Highest of praise for this book I will read it again I Based upon the recent press and the other 5 star reviews, I really wanted to like and devour this book No such luck It s boring and uninteresting, skips around enough to be confusing And not enough character development to be able to care about any of the characters I think the author is trying to impress us with her intellectual yet creative writing style, open our eyes to the wonders of nature, the importance of family, blah, blah, blah If you enjoy birds, storms and death, you may like it I couldn t even make it halfway through Returned it.
I recently learned of the concept of a spark bird a bird spotting which ignites an interest in birding and profoundly changes the way you think about birds On a simple level, Margaret Renkl s Late Migrations most certainly peaked my interest in birds and nature in general But on a deeper level, it does what great writing does it changed the way I look at loss and life On a deeper level, then, it is a spark bird of a book It is also a rare sighting of simple prose, effortless to read yet, Renkl s metaphors stop you cold with their depth and beauty I can t recommend this book highly.
It is a gift when a writer brings a new perspective to a challenge we have faced since the dawn of human life the challenge of loss in the face of love and the grief that follows Margaret Renkl offers us a new perspective in Late Migrations A Natural History of Love and Loss a collection of short essays and nearly poetic writing that move around the issue looking for a new way in.
Renkl explores both the world outside her home, filled with rat snakes, bees, and her beloved birds, and ties it into the loss of her own parents She ties all this together, stating the obvious in new ways that connect life and death in a natural context, but not diminishing the impact The shadow side of love is always loss, and grief is love s own twin 7.
Her description of the natural world is centered around her own backyard in Tennessee, something that most of us can relate to easier than the wilderness explorer In the chapter, Late Migration, Renkl tells us about her desire to attract monarch butterflies She notes there were once over a billion monarch butterflies in North America, and now there are less than 100 million Once upon a time, even a loss of that magnitude might have caused me only a flicker of concern, the kind of thing I trusted scientists to straighten out But I am old enough now to have buried many of my loved ones, and loss is too often something I can do nothing about Since she can do something about this problem, she plants a garden to attract monarch butterflies Although they do not come at first, a later migrating group comes at the end of summer She notes that monarchs migrate like birds, but it takes four to five generations of butterflies to make it No single butterfly makes the entire migration The natural world follows its own path.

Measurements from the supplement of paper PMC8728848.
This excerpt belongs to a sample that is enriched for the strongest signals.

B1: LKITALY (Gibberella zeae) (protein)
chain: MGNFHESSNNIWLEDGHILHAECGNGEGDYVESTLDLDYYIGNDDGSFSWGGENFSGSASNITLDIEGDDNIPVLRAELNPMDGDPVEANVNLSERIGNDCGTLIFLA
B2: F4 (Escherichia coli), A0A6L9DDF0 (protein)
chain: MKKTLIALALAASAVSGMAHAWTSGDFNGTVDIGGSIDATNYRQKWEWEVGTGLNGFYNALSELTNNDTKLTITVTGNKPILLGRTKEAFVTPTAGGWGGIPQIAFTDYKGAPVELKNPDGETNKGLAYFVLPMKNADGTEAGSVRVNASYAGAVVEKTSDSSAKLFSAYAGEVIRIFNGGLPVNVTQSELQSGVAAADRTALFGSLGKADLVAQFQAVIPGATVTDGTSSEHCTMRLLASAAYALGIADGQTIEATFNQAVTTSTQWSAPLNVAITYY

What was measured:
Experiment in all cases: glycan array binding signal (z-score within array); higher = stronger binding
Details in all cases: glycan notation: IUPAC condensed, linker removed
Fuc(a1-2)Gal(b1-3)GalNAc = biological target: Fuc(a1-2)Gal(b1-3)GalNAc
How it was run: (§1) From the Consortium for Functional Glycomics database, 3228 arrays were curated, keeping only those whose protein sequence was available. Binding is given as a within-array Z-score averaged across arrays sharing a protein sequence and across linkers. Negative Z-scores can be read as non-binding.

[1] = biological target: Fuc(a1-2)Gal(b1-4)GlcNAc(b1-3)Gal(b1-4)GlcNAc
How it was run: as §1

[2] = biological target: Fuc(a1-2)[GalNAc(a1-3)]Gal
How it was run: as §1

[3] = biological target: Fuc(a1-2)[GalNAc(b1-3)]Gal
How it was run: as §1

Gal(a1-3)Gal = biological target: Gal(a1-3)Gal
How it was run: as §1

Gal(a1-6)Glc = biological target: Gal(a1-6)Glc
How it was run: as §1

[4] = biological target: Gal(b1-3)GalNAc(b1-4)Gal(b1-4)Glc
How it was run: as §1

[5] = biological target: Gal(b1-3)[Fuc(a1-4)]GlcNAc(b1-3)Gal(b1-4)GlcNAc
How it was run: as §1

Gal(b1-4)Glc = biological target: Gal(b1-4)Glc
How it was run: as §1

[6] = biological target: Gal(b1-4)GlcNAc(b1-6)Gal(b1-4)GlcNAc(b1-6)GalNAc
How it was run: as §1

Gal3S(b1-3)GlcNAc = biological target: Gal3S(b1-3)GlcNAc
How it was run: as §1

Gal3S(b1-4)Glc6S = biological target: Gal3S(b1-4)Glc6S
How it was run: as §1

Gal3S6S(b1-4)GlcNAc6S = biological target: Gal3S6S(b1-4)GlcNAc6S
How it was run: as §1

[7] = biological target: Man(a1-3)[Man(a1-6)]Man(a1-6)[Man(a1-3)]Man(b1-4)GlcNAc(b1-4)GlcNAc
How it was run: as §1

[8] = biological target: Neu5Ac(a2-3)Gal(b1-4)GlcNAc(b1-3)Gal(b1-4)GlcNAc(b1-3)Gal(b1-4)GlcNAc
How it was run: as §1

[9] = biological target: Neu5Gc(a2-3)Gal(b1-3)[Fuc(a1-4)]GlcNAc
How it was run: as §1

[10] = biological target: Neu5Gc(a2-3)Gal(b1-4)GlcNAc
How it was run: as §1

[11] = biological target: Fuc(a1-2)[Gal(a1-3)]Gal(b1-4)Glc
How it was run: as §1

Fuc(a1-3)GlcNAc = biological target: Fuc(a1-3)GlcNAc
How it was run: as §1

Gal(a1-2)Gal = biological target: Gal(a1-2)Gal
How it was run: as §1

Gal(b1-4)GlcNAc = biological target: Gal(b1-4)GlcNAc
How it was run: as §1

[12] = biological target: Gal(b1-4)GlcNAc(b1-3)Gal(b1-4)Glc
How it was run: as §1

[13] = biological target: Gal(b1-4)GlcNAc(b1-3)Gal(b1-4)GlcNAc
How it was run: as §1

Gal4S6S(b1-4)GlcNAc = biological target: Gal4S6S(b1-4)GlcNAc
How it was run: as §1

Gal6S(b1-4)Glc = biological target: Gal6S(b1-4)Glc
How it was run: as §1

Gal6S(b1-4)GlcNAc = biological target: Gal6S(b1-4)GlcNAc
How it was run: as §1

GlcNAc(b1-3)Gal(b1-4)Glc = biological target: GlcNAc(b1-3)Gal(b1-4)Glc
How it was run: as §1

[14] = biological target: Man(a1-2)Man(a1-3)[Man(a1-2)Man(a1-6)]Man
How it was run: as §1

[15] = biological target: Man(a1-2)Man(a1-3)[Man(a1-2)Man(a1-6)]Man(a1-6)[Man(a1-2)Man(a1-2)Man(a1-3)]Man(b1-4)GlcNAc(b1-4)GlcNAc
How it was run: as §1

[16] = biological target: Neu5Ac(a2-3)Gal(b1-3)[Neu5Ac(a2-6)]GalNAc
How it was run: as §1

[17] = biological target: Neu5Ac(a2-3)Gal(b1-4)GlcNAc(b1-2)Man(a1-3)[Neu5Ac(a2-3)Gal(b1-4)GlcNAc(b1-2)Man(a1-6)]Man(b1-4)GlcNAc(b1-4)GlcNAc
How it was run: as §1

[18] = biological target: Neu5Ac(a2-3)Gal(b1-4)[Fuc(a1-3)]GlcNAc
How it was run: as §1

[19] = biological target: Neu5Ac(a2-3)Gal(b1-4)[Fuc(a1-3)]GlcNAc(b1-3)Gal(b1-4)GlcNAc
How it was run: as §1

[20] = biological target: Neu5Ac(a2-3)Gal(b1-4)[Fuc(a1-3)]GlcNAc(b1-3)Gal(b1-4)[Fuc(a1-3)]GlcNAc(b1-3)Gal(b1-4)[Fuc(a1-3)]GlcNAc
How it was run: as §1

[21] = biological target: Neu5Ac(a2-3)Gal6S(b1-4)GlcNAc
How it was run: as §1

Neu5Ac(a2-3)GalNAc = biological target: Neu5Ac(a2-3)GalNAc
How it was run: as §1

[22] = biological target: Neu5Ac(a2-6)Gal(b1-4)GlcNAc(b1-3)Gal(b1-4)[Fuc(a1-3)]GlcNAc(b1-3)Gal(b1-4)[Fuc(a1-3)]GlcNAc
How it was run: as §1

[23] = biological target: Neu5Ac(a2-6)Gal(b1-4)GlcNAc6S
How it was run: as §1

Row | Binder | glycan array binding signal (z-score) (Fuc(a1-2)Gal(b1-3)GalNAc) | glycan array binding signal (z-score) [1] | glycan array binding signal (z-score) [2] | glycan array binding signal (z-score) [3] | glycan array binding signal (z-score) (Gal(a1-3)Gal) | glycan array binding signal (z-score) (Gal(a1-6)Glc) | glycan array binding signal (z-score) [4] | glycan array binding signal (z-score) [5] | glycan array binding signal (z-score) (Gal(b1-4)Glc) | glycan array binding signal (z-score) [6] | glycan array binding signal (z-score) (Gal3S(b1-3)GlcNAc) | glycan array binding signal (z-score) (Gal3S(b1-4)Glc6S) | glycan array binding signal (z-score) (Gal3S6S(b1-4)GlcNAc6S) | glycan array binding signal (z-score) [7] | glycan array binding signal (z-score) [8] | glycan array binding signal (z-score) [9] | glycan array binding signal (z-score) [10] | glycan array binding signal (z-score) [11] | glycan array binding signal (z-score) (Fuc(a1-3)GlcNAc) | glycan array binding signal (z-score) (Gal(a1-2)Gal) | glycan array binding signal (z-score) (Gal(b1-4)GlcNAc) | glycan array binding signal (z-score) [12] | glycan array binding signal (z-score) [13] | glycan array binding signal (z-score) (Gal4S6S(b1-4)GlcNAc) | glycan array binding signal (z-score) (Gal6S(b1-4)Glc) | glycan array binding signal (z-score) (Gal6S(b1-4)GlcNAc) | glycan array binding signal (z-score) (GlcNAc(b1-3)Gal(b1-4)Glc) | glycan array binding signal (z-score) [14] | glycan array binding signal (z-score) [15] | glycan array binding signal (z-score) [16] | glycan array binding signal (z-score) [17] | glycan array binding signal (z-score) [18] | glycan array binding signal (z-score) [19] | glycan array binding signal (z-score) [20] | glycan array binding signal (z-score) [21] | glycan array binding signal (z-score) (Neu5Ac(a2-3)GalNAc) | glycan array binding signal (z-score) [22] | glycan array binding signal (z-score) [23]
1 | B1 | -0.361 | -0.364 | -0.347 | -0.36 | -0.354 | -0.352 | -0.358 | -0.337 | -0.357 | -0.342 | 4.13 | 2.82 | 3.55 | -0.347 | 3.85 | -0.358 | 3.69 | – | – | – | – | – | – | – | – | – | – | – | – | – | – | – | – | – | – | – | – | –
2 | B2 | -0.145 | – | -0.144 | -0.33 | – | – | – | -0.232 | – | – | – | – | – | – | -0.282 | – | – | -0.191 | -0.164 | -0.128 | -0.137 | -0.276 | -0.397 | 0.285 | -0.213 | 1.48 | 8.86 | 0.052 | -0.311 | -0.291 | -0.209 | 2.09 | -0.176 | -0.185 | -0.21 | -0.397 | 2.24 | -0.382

Her love of the natural world around her reminds her of the fragility of life and the cruelty of the world But knowing that death is part of a natural cycle does not make it easier to address In After the Fall, a single powerful page addressing grief and offering hope, Renkl writes about grief This talk of making peace with it Of feeling it and then finding a way through Of closure It s all nonsense.
Here is what no one told me about grief you inhabit it like a skin Everywhere you go, you wear grief under your clothes Everything you see, you see through it, like a film Grief changes people But change is not always bad and with time those changes create a different person who can still live What I mean is, time offers your old self a new shape What I mean is, you are the old, ungrieving you, and you are also the new ruined you You are both, and you will always be both There is nothing to fear There is nothing at all to fear Walkout into the springtime, and look the birds welcome you with a chorus The flowers turn their faces to your face The last of last year s leaves, still damp in the shadows, smell ripe and faintly of fall 281.
Part of that new person is the memories that we carry with us Memories become unreliable for accuracy as we move on All these images are absolutely clear, but I know better than to trust them I have turned them over so often the edges have become soft and worn, their contours wholly unreliable 98 While our memories do change, I only see them as becoming unreliable in their factual accuracy We begin to alter those memories so they become true to our experiences than the facts Truth is not always found in the facts.